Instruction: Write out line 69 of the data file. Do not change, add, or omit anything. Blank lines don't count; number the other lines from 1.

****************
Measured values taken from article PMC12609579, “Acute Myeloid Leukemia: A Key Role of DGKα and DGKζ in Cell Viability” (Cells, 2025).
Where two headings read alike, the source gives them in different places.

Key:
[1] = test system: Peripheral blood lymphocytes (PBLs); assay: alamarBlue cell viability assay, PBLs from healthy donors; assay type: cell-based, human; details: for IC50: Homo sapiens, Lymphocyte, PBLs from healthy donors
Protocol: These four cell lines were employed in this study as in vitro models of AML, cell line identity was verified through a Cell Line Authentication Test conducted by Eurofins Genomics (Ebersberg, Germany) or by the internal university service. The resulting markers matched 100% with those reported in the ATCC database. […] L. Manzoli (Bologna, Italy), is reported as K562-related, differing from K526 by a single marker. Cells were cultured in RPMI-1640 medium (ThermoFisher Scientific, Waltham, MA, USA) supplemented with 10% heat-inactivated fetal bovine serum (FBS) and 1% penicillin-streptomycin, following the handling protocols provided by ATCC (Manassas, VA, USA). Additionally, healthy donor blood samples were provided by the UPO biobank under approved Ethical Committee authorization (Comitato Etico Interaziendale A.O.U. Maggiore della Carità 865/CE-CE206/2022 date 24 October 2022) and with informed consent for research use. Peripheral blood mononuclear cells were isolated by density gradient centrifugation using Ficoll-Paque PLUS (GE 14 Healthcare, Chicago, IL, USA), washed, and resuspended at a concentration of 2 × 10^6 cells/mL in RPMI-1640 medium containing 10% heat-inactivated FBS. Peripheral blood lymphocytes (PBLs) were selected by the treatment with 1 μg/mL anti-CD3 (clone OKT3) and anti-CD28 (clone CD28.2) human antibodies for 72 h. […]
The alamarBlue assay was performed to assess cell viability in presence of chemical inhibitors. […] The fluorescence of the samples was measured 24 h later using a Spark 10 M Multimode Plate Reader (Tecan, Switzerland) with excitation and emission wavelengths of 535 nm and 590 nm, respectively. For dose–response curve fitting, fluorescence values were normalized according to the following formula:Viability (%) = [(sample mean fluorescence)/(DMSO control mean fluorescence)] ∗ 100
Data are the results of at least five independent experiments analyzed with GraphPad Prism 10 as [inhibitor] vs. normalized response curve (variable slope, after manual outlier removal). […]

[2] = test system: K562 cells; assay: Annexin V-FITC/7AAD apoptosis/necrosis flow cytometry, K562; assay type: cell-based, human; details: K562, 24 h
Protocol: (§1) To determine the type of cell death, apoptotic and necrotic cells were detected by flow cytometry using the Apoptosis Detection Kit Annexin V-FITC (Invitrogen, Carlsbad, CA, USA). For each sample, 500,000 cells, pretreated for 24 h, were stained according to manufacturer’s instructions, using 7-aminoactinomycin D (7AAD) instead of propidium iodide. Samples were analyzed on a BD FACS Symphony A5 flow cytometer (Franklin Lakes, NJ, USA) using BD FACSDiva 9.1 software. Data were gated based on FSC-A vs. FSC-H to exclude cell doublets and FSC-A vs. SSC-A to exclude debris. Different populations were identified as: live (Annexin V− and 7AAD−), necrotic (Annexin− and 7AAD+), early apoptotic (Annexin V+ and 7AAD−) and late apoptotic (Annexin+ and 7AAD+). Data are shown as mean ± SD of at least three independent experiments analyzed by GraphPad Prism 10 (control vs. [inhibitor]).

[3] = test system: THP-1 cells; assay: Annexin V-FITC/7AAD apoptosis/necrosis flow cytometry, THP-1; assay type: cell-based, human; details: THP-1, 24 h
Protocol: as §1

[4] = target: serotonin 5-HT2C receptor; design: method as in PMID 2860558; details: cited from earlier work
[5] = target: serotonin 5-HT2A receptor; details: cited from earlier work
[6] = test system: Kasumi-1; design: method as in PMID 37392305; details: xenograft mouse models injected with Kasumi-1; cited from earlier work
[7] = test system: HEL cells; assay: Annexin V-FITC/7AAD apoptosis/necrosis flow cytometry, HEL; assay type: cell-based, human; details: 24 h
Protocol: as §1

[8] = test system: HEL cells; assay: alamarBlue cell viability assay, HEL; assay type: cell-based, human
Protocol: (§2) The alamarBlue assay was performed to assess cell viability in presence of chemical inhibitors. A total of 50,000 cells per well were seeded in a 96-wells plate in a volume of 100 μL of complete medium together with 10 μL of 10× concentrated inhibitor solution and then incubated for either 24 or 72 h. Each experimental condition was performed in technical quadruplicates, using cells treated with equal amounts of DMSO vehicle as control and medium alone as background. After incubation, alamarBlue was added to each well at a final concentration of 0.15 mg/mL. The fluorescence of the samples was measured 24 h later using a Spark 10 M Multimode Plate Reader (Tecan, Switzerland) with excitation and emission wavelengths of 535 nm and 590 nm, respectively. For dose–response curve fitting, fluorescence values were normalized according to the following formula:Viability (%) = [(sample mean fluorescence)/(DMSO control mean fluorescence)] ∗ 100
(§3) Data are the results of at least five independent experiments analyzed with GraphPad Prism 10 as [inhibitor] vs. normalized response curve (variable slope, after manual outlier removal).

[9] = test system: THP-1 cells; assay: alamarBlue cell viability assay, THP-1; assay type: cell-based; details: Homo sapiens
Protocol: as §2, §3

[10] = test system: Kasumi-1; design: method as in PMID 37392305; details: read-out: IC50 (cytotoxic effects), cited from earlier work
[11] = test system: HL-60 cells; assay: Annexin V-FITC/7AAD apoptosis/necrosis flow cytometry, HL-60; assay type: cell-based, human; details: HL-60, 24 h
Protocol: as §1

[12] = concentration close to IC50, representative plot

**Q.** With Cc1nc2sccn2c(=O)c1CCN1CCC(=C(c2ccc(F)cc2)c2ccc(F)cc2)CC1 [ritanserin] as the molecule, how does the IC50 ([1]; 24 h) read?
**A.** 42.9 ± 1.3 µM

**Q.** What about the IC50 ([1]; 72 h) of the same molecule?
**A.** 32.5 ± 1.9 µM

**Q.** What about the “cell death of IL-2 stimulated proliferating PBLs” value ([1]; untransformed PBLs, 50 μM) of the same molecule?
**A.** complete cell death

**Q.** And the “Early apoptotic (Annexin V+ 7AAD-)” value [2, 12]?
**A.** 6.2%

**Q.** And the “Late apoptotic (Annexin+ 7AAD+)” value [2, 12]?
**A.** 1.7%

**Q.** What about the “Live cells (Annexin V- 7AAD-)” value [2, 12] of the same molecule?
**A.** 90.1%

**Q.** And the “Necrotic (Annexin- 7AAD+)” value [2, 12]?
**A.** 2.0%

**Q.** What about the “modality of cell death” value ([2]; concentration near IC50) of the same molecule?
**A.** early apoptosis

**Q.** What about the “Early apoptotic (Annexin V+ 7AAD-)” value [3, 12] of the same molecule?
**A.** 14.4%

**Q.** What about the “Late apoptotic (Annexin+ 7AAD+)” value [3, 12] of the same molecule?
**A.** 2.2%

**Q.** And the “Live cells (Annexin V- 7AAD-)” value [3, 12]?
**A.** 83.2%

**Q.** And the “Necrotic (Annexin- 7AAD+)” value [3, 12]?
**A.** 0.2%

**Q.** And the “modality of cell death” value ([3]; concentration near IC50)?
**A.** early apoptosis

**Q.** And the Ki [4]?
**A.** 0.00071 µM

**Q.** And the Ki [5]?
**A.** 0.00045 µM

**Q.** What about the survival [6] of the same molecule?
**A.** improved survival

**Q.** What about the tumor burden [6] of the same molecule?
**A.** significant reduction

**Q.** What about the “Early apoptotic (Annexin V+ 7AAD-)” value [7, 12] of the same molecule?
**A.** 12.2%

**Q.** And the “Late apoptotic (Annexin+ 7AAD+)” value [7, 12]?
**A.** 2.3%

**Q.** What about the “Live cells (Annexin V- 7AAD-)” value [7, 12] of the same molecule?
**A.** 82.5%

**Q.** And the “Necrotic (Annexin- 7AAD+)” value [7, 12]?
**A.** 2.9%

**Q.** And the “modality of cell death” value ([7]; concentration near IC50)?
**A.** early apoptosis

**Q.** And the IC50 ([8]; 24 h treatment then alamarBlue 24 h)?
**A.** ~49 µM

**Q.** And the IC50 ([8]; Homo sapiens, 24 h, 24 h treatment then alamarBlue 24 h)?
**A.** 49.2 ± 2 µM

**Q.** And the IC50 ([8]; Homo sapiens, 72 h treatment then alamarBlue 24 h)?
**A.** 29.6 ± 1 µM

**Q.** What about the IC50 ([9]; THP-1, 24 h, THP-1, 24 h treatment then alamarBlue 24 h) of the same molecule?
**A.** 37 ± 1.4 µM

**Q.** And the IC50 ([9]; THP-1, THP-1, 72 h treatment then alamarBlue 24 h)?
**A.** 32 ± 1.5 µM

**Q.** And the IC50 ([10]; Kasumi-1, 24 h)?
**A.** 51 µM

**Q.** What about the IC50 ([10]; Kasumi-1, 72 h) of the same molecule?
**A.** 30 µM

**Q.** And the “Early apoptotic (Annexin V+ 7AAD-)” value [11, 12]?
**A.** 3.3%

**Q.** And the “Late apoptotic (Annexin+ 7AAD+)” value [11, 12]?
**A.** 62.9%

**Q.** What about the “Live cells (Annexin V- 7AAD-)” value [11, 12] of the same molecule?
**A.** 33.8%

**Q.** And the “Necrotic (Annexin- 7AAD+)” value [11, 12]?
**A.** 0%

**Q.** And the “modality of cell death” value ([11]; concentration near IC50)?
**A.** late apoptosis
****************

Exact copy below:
**A.** early apoptosis